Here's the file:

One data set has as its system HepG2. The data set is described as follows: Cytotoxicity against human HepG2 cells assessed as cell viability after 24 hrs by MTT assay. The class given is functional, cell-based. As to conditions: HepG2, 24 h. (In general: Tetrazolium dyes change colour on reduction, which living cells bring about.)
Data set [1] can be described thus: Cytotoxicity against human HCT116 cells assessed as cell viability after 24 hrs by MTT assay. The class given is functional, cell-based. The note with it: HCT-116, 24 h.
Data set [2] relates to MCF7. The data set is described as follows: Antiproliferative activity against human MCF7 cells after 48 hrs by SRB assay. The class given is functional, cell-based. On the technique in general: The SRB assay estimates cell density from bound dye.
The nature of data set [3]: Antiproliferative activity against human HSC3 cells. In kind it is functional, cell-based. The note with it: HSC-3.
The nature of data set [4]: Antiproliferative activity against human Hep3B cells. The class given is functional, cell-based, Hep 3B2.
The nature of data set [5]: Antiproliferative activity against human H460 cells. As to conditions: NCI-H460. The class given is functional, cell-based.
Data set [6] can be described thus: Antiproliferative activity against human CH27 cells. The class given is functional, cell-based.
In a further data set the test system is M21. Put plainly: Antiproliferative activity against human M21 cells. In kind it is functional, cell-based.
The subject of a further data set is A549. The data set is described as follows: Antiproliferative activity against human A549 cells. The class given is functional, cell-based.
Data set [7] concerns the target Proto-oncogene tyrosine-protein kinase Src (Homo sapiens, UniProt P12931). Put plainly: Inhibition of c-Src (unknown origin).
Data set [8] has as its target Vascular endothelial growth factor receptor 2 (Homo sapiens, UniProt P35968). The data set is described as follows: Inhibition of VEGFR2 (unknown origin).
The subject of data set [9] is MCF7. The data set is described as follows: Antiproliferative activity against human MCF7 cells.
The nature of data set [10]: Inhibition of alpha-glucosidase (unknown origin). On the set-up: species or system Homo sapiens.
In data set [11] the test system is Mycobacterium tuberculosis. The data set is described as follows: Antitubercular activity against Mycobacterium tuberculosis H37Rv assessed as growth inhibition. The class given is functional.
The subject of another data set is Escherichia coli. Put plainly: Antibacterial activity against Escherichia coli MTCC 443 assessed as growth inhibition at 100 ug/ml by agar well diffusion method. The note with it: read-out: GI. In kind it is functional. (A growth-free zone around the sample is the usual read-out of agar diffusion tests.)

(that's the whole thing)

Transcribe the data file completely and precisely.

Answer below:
One data set has as its system HepG2. The data set is described as follows: Cytotoxicity against human HepG2 cells assessed as cell viability after 24 hrs by MTT assay. The class given is functional, cell-based. As to conditions: HepG2, 24 h. (In general: Tetrazolium dyes change colour on reduction, which living cells bring about.)
Data set [1] can be described thus: Cytotoxicity against human HCT116 cells assessed as cell viability after 24 hrs by MTT assay. The class given is functional, cell-based. The note with it: HCT-116, 24 h.
Data set [2] relates to MCF7. The data set is described as follows: Antiproliferative activity against human MCF7 cells after 48 hrs by SRB assay. The class given is functional, cell-based. On the technique in general: The SRB assay estimates cell density from bound dye.
The nature of data set [3]: Antiproliferative activity against human HSC3 cells. In kind it is functional, cell-based. The note with it: HSC-3.
The nature of data set [4]: Antiproliferative activity against human Hep3B cells. The class given is functional, cell-based, Hep 3B2.
The nature of data set [5]: Antiproliferative activity against human H460 cells. As to conditions: NCI-H460. The class given is functional, cell-based.
Data set [6] can be described thus: Antiproliferative activity against human CH27 cells. The class given is functional, cell-based.
In a further data set the test system is M21. Put plainly: Antiproliferative activity against human M21 cells. In kind it is functional, cell-based.
The subject of a further data set is A549. The data set is described as follows: Antiproliferative activity against human A549 cells. The class given is functional, cell-based.
Data set [7] concerns the target Proto-oncogene tyrosine-protein kinase Src (Homo sapiens, UniProt P12931). Put plainly: Inhibition of c-Src (unknown origin).
Data set [8] has as its target Vascular endothelial growth factor receptor 2 (Homo sapiens, UniProt P35968). The data set is described as follows: Inhibition of VEGFR2 (unknown origin).
The subject of data set [9] is MCF7. The data set is described as follows: Antiproliferative activity against human MCF7 cells.
The nature of data set [10]: Inhibition of alpha-glucosidase (unknown origin). On the set-up: species or system Homo sapiens.
In data set [11] the test system is Mycobacterium tuberculosis. The data set is described as follows: Antitubercular activity against Mycobacterium tuberculosis H37Rv assessed as growth inhibition. The class given is functional.
The subject of another data set is Escherichia coli. Put plainly: Antibacterial activity against Escherichia coli MTCC 443 assessed as growth inhibition at 100 ug/ml by agar well diffusion method. The note with it: read-out: GI. In kind it is functional. (A growth-free zone around the sample is the usual read-out of agar diffusion tests.)